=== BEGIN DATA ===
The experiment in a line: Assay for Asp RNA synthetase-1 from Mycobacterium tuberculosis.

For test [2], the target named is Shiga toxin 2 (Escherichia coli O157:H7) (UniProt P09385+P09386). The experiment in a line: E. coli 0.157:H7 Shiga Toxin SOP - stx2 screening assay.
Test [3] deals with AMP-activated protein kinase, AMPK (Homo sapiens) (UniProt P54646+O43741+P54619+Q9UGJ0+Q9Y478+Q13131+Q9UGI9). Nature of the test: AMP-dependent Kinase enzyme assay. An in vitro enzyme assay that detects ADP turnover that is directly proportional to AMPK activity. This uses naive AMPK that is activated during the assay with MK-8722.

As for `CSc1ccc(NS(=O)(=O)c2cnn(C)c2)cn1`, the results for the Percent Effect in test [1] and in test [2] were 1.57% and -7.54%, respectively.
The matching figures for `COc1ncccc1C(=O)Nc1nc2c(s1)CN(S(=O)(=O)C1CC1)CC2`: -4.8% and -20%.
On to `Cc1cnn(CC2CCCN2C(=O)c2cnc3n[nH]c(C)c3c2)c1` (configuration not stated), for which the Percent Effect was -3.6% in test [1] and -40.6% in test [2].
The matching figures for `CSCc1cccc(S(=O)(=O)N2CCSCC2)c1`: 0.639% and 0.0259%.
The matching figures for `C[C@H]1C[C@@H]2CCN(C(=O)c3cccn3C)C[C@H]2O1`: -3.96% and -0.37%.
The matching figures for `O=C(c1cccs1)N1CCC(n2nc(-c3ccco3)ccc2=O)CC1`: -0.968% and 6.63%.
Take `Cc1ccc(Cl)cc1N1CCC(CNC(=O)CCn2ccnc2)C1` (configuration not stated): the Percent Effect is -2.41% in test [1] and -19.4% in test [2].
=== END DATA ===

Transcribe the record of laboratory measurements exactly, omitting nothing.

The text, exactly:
The experiment in a line: Assay for Asp RNA synthetase-1 from Mycobacterium tuberculosis.

For test [2], the target named is Shiga toxin 2 (Escherichia coli O157:H7) (UniProt P09385+P09386). The experiment in a line: E. coli 0.157:H7 Shiga Toxin SOP - stx2 screening assay.
Test [3] deals with AMP-activated protein kinase, AMPK (Homo sapiens) (UniProt P54646+O43741+P54619+Q9UGJ0+Q9Y478+Q13131+Q9UGI9). Nature of the test: AMP-dependent Kinase enzyme assay. An in vitro enzyme assay that detects ADP turnover that is directly proportional to AMPK activity. This uses naive AMPK that is activated during the assay with MK-8722.

As for `CSc1ccc(NS(=O)(=O)c2cnn(C)c2)cn1`, the results for the Percent Effect in test [1] and in test [2] were 1.57% and -7.54%, respectively.
The matching figures for `COc1ncccc1C(=O)Nc1nc2c(s1)CN(S(=O)(=O)C1CC1)CC2`: -4.8% and -20%.
On to `Cc1cnn(CC2CCCN2C(=O)c2cnc3n[nH]c(C)c3c2)c1` (configuration not stated), for which the Percent Effect was -3.6% in test [1] and -40.6% in test [2].
The matching figures for `CSCc1cccc(S(=O)(=O)N2CCSCC2)c1`: 0.639% and 0.0259%.
The matching figures for `C[C@H]1C[C@@H]2CCN(C(=O)c3cccn3C)C[C@H]2O1`: -3.96% and -0.37%.
The matching figures for `O=C(c1cccs1)N1CCC(n2nc(-c3ccco3)ccc2=O)CC1`: -0.968% and 6.63%.
Take `Cc1ccc(Cl)cc1N1CCC(CNC(=O)CCn2ccnc2)C1` (configuration not stated): the Percent Effect is -2.41% in test [1] and -19.4% in test [2].